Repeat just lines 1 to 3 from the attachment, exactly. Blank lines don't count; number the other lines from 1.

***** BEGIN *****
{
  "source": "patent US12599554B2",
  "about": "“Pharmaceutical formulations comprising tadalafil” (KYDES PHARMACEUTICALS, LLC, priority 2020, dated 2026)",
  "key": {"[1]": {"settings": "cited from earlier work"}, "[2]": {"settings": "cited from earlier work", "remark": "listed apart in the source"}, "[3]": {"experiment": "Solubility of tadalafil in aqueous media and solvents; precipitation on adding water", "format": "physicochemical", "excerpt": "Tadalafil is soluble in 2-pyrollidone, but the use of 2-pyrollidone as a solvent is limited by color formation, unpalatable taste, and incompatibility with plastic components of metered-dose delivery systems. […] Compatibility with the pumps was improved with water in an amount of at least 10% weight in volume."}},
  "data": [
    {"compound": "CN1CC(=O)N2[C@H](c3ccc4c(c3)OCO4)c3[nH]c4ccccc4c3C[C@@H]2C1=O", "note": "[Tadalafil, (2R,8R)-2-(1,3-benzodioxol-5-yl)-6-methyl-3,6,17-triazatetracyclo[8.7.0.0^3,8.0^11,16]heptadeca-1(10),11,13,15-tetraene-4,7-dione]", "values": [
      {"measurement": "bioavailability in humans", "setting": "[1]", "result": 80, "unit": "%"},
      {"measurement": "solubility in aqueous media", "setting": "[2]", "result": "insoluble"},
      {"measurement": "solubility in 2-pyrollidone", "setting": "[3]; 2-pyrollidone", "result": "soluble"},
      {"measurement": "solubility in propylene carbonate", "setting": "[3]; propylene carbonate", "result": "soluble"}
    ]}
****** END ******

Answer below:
{
  "source": "patent US12599554B2",
  "about": "“Pharmaceutical formulations comprising tadalafil” (KYDES PHARMACEUTICALS, LLC, priority 2020, dated 2026)",